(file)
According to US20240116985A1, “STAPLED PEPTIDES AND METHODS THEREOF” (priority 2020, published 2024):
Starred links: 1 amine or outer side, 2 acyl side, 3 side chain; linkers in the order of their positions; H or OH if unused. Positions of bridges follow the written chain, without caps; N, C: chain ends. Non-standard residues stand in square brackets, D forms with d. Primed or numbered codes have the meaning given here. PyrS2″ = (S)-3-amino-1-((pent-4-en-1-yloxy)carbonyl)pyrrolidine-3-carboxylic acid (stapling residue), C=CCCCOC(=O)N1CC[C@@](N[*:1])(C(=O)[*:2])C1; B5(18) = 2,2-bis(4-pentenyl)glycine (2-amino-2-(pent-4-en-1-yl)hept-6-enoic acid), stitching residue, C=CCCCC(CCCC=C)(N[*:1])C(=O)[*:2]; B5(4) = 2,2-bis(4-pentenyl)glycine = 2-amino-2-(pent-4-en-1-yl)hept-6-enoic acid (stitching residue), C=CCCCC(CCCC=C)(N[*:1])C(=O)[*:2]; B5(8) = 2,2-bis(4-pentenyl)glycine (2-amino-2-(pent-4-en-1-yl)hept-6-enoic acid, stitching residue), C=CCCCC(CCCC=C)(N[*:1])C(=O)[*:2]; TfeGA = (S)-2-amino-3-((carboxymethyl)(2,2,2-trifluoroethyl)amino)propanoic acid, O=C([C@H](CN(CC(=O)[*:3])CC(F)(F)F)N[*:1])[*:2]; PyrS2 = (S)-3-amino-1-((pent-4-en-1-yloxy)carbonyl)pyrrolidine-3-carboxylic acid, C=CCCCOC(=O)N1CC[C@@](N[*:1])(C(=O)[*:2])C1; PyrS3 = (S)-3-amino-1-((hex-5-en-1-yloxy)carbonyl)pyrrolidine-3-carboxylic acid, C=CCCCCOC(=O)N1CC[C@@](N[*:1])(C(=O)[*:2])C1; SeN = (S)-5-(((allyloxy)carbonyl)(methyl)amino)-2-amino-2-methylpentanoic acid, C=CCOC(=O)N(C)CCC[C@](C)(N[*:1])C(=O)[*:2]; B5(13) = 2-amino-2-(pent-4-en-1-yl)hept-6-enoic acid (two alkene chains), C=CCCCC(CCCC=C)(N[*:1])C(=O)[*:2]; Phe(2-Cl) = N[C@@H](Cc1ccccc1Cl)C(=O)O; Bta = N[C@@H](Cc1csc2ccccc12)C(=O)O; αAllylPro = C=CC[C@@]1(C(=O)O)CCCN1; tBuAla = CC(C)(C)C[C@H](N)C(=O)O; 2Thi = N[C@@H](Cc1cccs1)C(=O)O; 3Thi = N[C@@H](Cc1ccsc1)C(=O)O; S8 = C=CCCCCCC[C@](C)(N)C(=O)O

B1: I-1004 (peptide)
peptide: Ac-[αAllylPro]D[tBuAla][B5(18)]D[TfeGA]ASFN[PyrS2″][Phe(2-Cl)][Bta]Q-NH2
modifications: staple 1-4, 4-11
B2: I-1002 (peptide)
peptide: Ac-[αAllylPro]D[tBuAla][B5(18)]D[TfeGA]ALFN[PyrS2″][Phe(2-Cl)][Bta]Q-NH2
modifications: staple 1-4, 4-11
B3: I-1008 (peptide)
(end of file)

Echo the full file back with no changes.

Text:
According to US20240116985A1, “STAPLED PEPTIDES AND METHODS THEREOF” (priority 2020, published 2024):
Starred links: 1 amine or outer side, 2 acyl side, 3 side chain; linkers in the order of their positions; H or OH if unused. Positions of bridges follow the written chain, without caps; N, C: chain ends. Non-standard residues stand in square brackets, D forms with d. Primed or numbered codes have the meaning given here. PyrS2″ = (S)-3-amino-1-((pent-4-en-1-yloxy)carbonyl)pyrrolidine-3-carboxylic acid (stapling residue), C=CCCCOC(=O)N1CC[C@@](N[*:1])(C(=O)[*:2])C1; B5(18) = 2,2-bis(4-pentenyl)glycine (2-amino-2-(pent-4-en-1-yl)hept-6-enoic acid), stitching residue, C=CCCCC(CCCC=C)(N[*:1])C(=O)[*:2]; B5(4) = 2,2-bis(4-pentenyl)glycine = 2-amino-2-(pent-4-en-1-yl)hept-6-enoic acid (stitching residue), C=CCCCC(CCCC=C)(N[*:1])C(=O)[*:2]; B5(8) = 2,2-bis(4-pentenyl)glycine (2-amino-2-(pent-4-en-1-yl)hept-6-enoic acid, stitching residue), C=CCCCC(CCCC=C)(N[*:1])C(=O)[*:2]; TfeGA = (S)-2-amino-3-((carboxymethyl)(2,2,2-trifluoroethyl)amino)propanoic acid, O=C([C@H](CN(CC(=O)[*:3])CC(F)(F)F)N[*:1])[*:2]; PyrS2 = (S)-3-amino-1-((pent-4-en-1-yloxy)carbonyl)pyrrolidine-3-carboxylic acid, C=CCCCOC(=O)N1CC[C@@](N[*:1])(C(=O)[*:2])C1; PyrS3 = (S)-3-amino-1-((hex-5-en-1-yloxy)carbonyl)pyrrolidine-3-carboxylic acid, C=CCCCCOC(=O)N1CC[C@@](N[*:1])(C(=O)[*:2])C1; SeN = (S)-5-(((allyloxy)carbonyl)(methyl)amino)-2-amino-2-methylpentanoic acid, C=CCOC(=O)N(C)CCC[C@](C)(N[*:1])C(=O)[*:2]; B5(13) = 2-amino-2-(pent-4-en-1-yl)hept-6-enoic acid (two alkene chains), C=CCCCC(CCCC=C)(N[*:1])C(=O)[*:2]; Phe(2-Cl) = N[C@@H](Cc1ccccc1Cl)C(=O)O; Bta = N[C@@H](Cc1csc2ccccc12)C(=O)O; αAllylPro = C=CC[C@@]1(C(=O)O)CCCN1; tBuAla = CC(C)(C)C[C@H](N)C(=O)O; 2Thi = N[C@@H](Cc1cccs1)C(=O)O; 3Thi = N[C@@H](Cc1ccsc1)C(=O)O; S8 = C=CCCCCCC[C@](C)(N)C(=O)O

B1: I-1004 (peptide)
peptide: Ac-[αAllylPro]D[tBuAla][B5(18)]D[TfeGA]ASFN[PyrS2″][Phe(2-Cl)][Bta]Q-NH2
modifications: staple 1-4, 4-11
B2: I-1002 (peptide)
peptide: Ac-[αAllylPro]D[tBuAla][B5(18)]D[TfeGA]ALFN[PyrS2″][Phe(2-Cl)][Bta]Q-NH2
modifications: staple 1-4, 4-11
B3: I-1008 (peptide)